I see this question being asked over and over again, not just in CGN. If you are planning to buy an out of the box gun in the range of $500 to $700 the revolver will be the hands down more accurate. If you spend the money on a full blown target custom 1911 or get a PC 952 then the semi-auto will give a $600 revolver a run for its' money in the accuracy department. The reason for the revolver being more accurate is because the barrel does not move in relation to the sights. The semi-auto that is mass produced in a factory production line will not have the required fit to shoot to the same point where the sights are aimed. Now there are exceptions, I've seen some CZ and Sigs that will print 1.5" group at 25 yards and that's about what a box stock quality revolver will do.

Phil3
02-22-2009, 9:43 PM
The Dan Wesson Pointman 7 in 45 I just got should also do very well. But, I am not so comfy with the cost, and like the idea of the $600 revolver that can shoot reasonably well.

eaglemike
02-22-2009, 9:43 PM
It's waaay more about the skill of the shooter, than whether it's a revo or semi.

One thing that hasn't been mentioned yet- I've never seen or heard of a semi used in a silhouette match. Part of it is the cartridges availble. I'd think if there was an advantage with a semi, someone would come up with one. Very few semi's shoot a cartridge stout enough for the long range steel game.

all the best,
Mike

Josh
02-22-2009, 9:56 PM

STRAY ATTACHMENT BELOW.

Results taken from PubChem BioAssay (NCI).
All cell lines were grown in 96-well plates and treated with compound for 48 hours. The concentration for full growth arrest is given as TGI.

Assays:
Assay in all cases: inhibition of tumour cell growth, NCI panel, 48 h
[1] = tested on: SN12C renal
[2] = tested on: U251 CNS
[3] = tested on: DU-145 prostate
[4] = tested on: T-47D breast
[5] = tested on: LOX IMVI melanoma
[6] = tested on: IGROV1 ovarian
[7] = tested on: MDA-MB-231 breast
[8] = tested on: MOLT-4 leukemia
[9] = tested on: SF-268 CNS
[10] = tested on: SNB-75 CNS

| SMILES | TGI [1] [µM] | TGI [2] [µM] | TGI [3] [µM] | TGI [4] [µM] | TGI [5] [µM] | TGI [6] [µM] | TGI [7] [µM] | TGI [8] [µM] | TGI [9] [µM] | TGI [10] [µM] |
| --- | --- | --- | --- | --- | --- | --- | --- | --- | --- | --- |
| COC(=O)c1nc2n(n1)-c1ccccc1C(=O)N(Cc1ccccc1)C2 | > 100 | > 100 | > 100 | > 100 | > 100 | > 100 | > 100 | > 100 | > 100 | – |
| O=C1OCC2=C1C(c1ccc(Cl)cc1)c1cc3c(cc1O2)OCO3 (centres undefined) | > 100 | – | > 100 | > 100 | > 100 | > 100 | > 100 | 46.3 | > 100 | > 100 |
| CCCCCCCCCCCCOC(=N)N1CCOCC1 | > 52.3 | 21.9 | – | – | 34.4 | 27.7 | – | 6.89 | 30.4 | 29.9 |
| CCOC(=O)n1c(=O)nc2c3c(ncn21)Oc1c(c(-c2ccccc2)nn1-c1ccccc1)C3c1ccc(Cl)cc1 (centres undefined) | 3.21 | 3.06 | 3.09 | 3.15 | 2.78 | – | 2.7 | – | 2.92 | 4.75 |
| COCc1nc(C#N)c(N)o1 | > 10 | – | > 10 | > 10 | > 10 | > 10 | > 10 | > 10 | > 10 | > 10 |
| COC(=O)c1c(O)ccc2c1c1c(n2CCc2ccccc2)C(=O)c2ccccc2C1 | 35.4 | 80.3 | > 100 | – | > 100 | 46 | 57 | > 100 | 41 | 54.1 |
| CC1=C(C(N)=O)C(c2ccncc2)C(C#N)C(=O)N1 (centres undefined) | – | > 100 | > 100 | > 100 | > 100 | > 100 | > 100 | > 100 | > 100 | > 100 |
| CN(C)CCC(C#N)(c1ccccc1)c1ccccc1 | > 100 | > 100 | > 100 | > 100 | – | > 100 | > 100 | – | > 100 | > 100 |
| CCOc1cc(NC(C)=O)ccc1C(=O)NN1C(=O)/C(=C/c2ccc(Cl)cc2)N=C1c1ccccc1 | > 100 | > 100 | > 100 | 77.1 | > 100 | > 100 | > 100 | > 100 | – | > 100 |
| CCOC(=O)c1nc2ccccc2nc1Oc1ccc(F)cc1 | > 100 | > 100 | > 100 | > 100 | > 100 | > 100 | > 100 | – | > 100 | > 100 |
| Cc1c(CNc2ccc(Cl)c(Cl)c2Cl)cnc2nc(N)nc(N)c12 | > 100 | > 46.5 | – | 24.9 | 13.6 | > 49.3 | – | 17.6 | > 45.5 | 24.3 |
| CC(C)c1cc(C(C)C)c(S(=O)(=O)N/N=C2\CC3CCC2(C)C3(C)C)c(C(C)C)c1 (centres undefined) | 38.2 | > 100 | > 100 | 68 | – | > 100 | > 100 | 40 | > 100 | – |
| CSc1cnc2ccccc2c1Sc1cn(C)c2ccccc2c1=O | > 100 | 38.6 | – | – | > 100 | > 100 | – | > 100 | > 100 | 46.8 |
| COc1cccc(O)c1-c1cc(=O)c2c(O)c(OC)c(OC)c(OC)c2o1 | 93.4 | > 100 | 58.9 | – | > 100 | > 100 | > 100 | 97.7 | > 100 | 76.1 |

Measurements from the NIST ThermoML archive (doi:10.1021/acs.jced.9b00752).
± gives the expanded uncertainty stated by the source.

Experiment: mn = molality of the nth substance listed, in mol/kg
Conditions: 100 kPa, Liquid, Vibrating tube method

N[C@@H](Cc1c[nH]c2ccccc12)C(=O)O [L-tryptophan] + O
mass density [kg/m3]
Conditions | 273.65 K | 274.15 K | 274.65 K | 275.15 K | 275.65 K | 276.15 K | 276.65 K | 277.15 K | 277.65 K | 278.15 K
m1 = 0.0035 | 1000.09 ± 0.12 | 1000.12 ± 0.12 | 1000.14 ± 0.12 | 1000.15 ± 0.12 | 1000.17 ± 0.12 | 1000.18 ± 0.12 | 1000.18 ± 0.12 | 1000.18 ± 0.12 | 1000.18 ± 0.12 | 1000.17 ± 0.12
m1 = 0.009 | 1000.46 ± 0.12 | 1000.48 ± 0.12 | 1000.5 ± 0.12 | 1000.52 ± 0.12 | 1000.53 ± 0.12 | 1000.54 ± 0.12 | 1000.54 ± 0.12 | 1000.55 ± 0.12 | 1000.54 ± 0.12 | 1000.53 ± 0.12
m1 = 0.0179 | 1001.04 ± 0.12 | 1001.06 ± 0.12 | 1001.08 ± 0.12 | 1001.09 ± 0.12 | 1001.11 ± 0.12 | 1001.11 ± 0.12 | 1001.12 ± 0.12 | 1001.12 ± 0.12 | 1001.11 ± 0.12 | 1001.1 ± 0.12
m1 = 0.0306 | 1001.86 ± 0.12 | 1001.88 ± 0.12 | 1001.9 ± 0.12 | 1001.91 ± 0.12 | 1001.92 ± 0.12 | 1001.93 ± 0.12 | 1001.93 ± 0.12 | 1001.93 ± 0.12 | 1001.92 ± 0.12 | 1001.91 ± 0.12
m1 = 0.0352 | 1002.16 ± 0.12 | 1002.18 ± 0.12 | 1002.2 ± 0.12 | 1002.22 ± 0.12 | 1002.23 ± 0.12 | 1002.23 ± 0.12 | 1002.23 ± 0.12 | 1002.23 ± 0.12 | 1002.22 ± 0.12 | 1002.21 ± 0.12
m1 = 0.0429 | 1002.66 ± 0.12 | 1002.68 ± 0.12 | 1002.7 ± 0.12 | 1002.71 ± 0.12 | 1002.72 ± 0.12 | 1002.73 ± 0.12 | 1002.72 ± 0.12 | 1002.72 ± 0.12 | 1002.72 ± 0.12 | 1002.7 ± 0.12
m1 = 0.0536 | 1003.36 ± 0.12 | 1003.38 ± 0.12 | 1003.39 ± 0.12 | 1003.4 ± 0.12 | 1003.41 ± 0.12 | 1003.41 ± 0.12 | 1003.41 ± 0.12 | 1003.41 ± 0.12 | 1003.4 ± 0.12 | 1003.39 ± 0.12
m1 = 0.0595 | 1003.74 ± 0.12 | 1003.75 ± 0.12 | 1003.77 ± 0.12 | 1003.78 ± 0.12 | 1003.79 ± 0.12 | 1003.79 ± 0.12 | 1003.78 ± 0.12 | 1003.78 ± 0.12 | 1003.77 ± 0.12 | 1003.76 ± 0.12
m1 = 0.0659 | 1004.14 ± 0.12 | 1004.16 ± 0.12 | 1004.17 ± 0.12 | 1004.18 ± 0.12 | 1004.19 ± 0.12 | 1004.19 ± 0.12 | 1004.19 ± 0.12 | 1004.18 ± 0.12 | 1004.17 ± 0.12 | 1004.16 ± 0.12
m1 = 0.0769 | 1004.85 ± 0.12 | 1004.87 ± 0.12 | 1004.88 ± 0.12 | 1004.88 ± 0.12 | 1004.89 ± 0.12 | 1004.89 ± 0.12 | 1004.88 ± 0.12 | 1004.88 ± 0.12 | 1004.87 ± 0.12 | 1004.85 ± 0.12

a revolver has multiple chambers to try and line up each time its fired not even counting offset due to manufacturing tolerances, bullet jump from the cylinder to the forcing cone then finally to the rifling and then timing/lockup that can change from chamber to chamber depending on how the hand and star interface.

A semi has a slide that moves back and forth and a barrel that locks into the same lugs each time.

dgey
02-22-2009, 10:55 PM
difference in accuracy between revolvers and semi autos...? most guns are more accurate then the people that shoot them... in the real world they are the same. people can not exactly duplicate their movements when shooting... you can get close... but...

saki302
02-23-2009, 2:56 AM
The high end semis will outshoot many revolvers- like the S&W 952, Sig P210, X-five L1, etc- these autos are capable of sub 2" groups at 50 yards.

There are high end revolvers though which shoot like nice rifles. The key to revolver accuracy is the chambers must all be straight relative to the bore, and the forcing cone must be perfect. Freedom arms bores the cylinders through the barrel/frame area, ensuring consistency for maximum accuracy.

Either type will outshoot most shooters unless you're shooting off a bench :)

-Dave

12voltguy
02-23-2009, 7:11 AM
either will outshott 99.0% of shooters
with todays prices for punching paper, go get a nice .22 rimefire or even a .17 hmr, taurus has 1 .17 on the list revolver about $400

JTROKS
02-23-2009, 7:25 AM
A semi has a slide that moves back and forth and a barrel that locks into the same lugs each time.

At least that's what we hope it does every time it goes into battery.

Phil3
02-23-2009, 6:01 PM